Uber refuses to cease operations in Toronto

Published: October 8, 2015

Updated: July 24, 2018

Author: Luke Jones



Just two weeks ago the Toronto City Council voted to implement change in the city’s stance on Uber, the drive sharing peer 2 peer service that has courted controversy across the globe. The historic vote concluded with the Toronto council agreeing to find ways to regulate the UberX service, which uses a GPS app for consumers to find nearby drivers, tensions remain.

Despite the favorable vote the company continues to test the patience of authorities in Toronto and according to some Uber is simply not playing fair. Toronto Mayor John Tory is the most powerful figure to outright deride Uber since the vote, saying the company is giving a “one finger salute” to the entire city.

Tory, as mayor of the city, was instrumental in pushing the vote to find regulatory reforms for the UberX service, and he did so despite sizeable opposition. Traditional taxi drivers came out in force to protest the vote that will ultimately lead to finding regulations that will make Uber a true competitor to Toronto’s taxi services.

Last week John Tory did not pull any punches as he said Uber is essentially mocking the city by continuing to operate while regulatory measures are drawn up. After the vote, Tory had originally sought to close Uber in the interim period between the decision and regulations coming into place. That is expected to happen in early 2016, but Uber outright declined to cease operations in Toronto during that period, saying it had a duty to its customers.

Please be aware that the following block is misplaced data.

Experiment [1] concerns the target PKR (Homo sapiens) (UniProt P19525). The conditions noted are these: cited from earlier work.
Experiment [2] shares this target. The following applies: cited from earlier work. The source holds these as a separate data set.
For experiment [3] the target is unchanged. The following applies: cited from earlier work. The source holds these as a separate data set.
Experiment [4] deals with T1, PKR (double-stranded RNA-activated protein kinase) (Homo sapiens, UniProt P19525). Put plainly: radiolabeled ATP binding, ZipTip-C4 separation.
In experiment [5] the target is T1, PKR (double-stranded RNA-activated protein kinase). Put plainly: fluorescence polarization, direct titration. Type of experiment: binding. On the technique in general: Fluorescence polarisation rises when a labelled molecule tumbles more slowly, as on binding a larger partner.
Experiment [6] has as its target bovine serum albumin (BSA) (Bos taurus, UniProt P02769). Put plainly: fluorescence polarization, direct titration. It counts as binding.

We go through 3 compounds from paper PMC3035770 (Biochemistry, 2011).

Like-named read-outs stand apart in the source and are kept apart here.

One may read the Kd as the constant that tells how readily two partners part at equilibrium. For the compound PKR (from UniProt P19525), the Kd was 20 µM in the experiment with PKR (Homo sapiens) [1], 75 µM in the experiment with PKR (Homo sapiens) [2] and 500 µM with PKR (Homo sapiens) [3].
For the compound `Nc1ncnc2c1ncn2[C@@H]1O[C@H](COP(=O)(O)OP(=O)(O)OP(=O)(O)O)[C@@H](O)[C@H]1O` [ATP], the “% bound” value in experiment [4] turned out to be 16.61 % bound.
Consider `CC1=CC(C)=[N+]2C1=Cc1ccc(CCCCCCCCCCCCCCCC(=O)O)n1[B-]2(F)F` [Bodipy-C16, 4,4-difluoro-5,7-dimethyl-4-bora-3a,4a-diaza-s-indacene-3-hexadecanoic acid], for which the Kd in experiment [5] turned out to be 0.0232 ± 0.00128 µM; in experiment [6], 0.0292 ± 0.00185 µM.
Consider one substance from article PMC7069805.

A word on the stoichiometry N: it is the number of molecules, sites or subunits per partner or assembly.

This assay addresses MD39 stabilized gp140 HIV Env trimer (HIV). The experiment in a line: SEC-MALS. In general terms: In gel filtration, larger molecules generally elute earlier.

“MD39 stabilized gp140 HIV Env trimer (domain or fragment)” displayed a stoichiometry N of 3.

That leaves the bizarre situation of UberX drivers operating outside any laws in the city of Toronto while the city scrambles to create viable regulations for the service that will not directly impact traditional taxi drivers. It is a juggling act the city will struggle with.

“The city is working to modernize our transportation networks, and Uber can and must now, in particular, demonstrate that it can earn Toronto’s trust,” the mayor said during a break in city council.

If they “turn around after being part of that (regulation consultation) process and say, ‘No, we’re not going to comply with any of these regulations,’ we are then dealing with people who are dealing in absolute bad faith.”

Tory has also been especially critical of Uber for failing to clear up its muddy insurance policy, where in many cases drivers for the UberX service are not actually covered by the company or their own personal coverage. He also added that the company’s decision to remain in Toronto is unlikely to result in the city seeking to shut Uber down, something it has already tried, and failed, to do.

“While it still won’t be easy to close them down, I can tell right now they will have lost me as a supporter at that time,” Tory said. “I don’t believe it is then an act of good corporate citizenship; in fact I think it’s exactly the opposite, for them to turn around and… give us the one-finger salute again.”

SOURCE: Toronto Star